So we go from summer to winter (and WHAT was the point of that heatwave stuff?), and there’s this…


…which leads into this.  No indication of HOW Donald got this new job, but he DID.  Just accept it.  You surely MUST imagine, however, that we’re going to now segue into something where he has a book-salesman class.


NOPE.  This is the next panel.  Huh?  DISORIENTED.  Well, forget about it, class over, nothing to see here, move on.


Still, at least now the story’s getting into gear.  And if you think I’m just self-indulgently using these panels to reference other translations I’ve done…well, you’re not wrong, obviously, but let it be noted that the Marco Polo book was included in the original, or at least the French.


The story plays it coy as to whether this book is supposed to be Robinson Crusoe, Jules Verne’s Mysterious Island, or some mixture thereof.  The story deliberately calls attention to its similarities to both books at various times.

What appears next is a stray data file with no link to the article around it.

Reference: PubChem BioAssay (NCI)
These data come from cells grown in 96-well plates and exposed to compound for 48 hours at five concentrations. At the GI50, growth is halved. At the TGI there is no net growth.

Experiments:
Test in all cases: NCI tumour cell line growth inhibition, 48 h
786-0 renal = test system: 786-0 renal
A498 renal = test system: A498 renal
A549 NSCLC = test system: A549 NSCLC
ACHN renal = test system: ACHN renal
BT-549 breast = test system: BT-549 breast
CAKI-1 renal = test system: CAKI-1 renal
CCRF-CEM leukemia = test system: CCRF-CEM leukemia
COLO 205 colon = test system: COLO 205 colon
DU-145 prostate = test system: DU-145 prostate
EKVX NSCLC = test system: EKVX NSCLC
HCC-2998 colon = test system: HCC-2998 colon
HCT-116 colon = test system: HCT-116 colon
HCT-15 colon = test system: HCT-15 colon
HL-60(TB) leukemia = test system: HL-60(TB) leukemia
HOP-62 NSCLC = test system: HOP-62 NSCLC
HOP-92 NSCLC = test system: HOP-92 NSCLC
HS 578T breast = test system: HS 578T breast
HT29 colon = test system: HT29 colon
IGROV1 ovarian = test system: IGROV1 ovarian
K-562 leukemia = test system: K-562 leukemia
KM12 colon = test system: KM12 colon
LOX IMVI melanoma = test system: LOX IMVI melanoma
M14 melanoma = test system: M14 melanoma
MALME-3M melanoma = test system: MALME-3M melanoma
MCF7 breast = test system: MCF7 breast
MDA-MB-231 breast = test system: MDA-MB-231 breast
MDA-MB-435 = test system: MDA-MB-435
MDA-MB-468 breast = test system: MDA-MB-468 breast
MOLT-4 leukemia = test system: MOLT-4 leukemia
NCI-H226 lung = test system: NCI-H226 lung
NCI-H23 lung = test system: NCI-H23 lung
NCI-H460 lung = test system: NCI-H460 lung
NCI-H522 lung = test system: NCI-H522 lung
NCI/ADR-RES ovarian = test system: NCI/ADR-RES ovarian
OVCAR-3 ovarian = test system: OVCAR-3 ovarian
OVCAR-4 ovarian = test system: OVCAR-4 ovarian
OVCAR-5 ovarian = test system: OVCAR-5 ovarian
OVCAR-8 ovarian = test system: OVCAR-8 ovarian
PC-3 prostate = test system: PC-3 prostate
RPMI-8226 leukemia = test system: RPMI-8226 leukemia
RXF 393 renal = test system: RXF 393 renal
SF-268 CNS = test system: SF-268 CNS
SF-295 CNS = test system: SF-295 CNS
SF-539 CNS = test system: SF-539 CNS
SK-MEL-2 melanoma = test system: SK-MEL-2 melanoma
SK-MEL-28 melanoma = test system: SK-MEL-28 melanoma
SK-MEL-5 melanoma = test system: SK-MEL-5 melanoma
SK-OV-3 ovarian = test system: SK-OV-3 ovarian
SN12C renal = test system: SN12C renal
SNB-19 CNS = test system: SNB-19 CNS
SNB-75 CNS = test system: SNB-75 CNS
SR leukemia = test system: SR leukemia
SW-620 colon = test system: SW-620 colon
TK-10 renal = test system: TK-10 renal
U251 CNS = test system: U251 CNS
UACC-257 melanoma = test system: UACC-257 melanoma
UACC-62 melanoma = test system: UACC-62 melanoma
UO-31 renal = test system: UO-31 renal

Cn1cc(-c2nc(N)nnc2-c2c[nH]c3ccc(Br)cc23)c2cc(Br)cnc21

Even though it’s just a few panels, one of the things that really made an impression on me is Scrooge reading by candlelight while comfortably lying in his money.  I find it super charming.  When you think about it, it’s a little surprising that most authors don’t have him use it for a bed.  Maybe because the bed use would be seen as clashing with the “swimming pool” use?


So, right, we finally get to the main point, where Scrooge leaves a machine to secretly take his place while he travels off to find a deserted island to live on.  The story from hereon in is divided between Scrooge and Donald doing their things.  As I said, it’s an unusual structure; it’s certainly rare to see Scrooge off doing his thing without any kind of foil in Donald and/or HDL.


I really, really like “Scrooge on a deserted island.”  There’s something about it; I dunno.  It bears some similarities to Rosa’s rugged-individualist L&T stuff…